With the regular season underway TOMORROW, and my beloved Astros expected to be real contenders this year, I thought I'd take a moment to recognize one of my all-time favorite players.
Morgan Ensberg, or "Big Mo," was our 3rd baseman in 04 and 05, when the team made its big World Series run. He didn't necessarily have big stats or record home runs or anything like that, but there was something about this guy.
Imagine this. Toronto Blue Jays are in town. Astros' three-game win streak is in jeopardy. I'm watching from just behind the center field bullpen. Bottom of the 9th, tied at three, with two men on and two outs. Closer Brad Lidge has uncharacteristically blown a two-run lead in the top of the ninth, and this might be the last chance. Mo steps up to the plate. Every Astros fan is on their feet. Near sellout crowd. Record year. Team came back from a 15-30 start to advance to the playoffs by clinching the Wild Card berth on the last day of the year, but all that hasn't happened yet. Tonight, the excitement is still building at the Maid, three hours into the game. No one has left. They stopped selling beer an hour ago, but no one cares. Everyone is watching Mo as he walks up. He's not a really big guy, kinda slumps his shoulders a little, might be mistaken for a lawyer or something when he's not in uniform.
He takes his stance, the usual righty-on-righty matchup. White pinstripe jersey, black batting helmet. 3-0 count. The pitcher winds up, here's the pitch, and that's when it happens.
Mo's left foot, the lead foot in a righty batting stance, slides to his left, kinda a little behind him - toward the Crawford Boxes, if you know the Maid. Not a lot, not very far, maybe nine or ten inches, drawing a line in the dirt away from the plate, and EVERYONE in the Maid sees it. Out in the cheap seats, we all kinda gasp and lean in. If he makes contact, one of us is going home with it. Someone yells, "There it is!"
Okay, that was me. I yelled it.
Some batters pick up their lead foot and step into the swing, but that's not what's happening here. Ensberg has opened up his stance, changing the geometry of the matchup. The pitcher saw one stance and pitched accordingly, but just as the ball leaves his hand, the batter's stance changes, and suddenly the pitcher wants that pitch back. He's been tricked into pitching a home-run fastball right into Ensberg's wheelhouse. If Ensberg makes good contact, it's at least a triple, at best a walk-off three-run homer. If he makes poor contact, he can still foul it off and leave the pitcher with no idea what to throw next.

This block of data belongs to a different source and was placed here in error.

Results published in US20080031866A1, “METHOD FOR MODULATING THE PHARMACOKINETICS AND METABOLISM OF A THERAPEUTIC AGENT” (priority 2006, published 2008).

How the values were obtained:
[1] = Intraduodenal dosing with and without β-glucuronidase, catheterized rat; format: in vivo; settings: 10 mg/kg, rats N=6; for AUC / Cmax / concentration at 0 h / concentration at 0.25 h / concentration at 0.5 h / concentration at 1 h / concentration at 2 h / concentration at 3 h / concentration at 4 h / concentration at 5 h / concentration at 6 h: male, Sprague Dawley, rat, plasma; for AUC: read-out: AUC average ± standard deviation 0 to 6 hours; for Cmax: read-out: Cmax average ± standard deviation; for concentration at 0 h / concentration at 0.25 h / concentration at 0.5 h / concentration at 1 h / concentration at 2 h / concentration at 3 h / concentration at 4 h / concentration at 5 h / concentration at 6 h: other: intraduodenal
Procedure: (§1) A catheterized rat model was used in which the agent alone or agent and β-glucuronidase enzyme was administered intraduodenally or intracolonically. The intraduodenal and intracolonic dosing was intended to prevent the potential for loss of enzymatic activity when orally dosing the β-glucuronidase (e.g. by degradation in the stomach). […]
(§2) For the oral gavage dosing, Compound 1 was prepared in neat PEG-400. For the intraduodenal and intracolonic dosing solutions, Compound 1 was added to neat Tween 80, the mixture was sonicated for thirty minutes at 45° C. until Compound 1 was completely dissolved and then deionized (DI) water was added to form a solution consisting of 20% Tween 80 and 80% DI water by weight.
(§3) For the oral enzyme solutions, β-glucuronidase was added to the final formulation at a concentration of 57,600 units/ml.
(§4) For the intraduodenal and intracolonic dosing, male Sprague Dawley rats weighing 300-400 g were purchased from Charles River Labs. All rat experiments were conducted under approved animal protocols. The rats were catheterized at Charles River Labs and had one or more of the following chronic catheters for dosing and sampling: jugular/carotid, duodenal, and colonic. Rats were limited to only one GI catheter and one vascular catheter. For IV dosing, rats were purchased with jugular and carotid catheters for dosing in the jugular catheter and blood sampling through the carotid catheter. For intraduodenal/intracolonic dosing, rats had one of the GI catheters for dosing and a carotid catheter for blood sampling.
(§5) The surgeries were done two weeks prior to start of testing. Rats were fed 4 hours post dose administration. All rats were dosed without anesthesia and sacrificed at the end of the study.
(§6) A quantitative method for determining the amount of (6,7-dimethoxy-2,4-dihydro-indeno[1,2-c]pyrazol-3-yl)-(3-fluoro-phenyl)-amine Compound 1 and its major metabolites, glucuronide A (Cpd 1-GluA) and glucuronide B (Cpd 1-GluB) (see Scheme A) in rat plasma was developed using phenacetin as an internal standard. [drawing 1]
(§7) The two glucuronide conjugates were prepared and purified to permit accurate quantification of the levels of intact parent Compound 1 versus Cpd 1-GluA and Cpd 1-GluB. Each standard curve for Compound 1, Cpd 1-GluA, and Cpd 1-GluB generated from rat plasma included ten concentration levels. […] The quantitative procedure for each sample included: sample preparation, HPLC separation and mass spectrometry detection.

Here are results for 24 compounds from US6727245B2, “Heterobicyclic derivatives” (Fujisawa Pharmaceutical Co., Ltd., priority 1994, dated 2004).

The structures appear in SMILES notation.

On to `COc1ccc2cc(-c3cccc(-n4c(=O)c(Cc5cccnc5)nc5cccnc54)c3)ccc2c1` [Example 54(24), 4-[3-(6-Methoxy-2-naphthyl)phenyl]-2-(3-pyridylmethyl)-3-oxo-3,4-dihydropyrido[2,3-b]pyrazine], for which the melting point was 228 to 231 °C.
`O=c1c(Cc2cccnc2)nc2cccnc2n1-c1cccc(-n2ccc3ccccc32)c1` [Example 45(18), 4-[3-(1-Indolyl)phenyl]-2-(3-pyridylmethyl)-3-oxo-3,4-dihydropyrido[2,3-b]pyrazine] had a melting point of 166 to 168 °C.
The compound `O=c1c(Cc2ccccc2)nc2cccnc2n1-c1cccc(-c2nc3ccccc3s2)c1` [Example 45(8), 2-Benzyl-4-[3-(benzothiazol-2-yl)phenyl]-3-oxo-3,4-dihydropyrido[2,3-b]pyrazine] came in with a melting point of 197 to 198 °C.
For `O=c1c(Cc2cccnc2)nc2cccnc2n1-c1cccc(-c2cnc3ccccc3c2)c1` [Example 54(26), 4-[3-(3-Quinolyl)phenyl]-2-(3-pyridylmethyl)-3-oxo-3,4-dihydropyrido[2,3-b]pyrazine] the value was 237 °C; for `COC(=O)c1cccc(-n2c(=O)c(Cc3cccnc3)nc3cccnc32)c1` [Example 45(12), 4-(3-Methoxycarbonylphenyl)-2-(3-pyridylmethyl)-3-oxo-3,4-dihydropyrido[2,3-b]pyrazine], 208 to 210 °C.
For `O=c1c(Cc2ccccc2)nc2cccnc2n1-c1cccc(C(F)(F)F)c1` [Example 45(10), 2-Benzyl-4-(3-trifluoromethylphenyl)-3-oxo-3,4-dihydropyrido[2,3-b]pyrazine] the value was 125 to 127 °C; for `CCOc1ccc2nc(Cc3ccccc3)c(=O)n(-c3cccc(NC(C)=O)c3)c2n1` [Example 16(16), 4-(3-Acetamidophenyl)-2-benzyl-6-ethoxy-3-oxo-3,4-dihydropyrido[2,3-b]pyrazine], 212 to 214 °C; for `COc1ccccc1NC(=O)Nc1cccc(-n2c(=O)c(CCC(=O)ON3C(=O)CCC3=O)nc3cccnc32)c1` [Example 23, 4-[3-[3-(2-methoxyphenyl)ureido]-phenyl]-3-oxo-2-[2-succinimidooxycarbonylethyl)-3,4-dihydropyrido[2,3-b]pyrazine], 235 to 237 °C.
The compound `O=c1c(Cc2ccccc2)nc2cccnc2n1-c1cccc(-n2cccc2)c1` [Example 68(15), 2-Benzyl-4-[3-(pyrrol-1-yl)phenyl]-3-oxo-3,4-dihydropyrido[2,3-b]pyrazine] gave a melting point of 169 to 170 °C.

Mo had a career .263 average with 110 home runs. Respectable numbers, maybe not a Hall of Fame career. But on this particular Saturday night in June, he crushed that ball into the Crawford Boxes with the kind of authority I'd have expected from Reggie Jackson in my youth, and I left my feet like Michael Jordan. The whole stadium was electric. Mo was celebrating as he rounded the bases. 35,000 total strangers shared a moment of rapture that left us giddy until morning. We didn't know it at the moment, but manager Phil "Scrap Iron" Garner had given Ensberg the green light on that 3-0 pitch, which was a little unconventional. The usual thing would've been to take that pitch in hopes of a bases-loading walk, in order to put serious pressure on the Blue Jays' closing pitcher. If that had happened - if Mo had taken a ball to make a walk, the bases would've been loaded for the next batter (Adam Everett, I think), and any solid hit would've scored a run and won the game. If Mo swings instead of taking, it's make-or-break. He either wins the game or ends the inning and gives the Blue Jays another chance.
The other thing we didn't know yet is that this was where the season really got started. This emphatic walk-off homer to seal a 6-3 victory and a 4-game win streak at home charged the team in a way that no one had seen coming in the rough opening weeks of the season. Before this series with the Blue Jays, the team was just trying to hold it together. But now, they were making a run for something big - or at least they were winning, building excitement, charging the Maid with lightning. They didn't know it yet, but they were only a few months away from bringing the World Series to Houston - due in large part to Morgan Ensberg's left foot.